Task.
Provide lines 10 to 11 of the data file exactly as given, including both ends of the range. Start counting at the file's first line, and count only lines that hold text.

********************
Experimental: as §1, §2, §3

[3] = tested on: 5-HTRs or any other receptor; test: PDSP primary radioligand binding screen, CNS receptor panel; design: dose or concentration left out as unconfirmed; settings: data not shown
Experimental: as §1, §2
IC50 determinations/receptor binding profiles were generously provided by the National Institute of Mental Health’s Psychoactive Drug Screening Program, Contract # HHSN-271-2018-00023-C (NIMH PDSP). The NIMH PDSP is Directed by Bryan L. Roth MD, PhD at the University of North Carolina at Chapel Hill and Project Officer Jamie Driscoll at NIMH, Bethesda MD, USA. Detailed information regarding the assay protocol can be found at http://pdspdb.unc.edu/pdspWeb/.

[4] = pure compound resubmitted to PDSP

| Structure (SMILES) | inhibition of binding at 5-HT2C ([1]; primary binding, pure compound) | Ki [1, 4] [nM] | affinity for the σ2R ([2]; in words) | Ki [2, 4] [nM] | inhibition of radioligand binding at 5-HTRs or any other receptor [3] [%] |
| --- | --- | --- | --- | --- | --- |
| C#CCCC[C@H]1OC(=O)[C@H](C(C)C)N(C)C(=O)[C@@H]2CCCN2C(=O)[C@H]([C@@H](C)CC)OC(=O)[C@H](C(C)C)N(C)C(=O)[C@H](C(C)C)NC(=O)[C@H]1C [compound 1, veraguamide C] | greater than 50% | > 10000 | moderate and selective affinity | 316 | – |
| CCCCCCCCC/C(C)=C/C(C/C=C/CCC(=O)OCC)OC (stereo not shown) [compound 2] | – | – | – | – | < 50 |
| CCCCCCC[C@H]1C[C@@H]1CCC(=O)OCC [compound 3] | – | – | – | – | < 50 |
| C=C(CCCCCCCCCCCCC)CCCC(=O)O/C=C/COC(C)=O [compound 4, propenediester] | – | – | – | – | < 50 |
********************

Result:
| CCCCCCC[C@H]1C[C@@H]1CCC(=O)OCC [compound 3] | – | – | – | – | < 50 |
| C=C(CCCCCCCCCCCCC)CCCC(=O)O/C=C/COC(C)=O [compound 4, propenediester] | – | – | – | – | < 50 |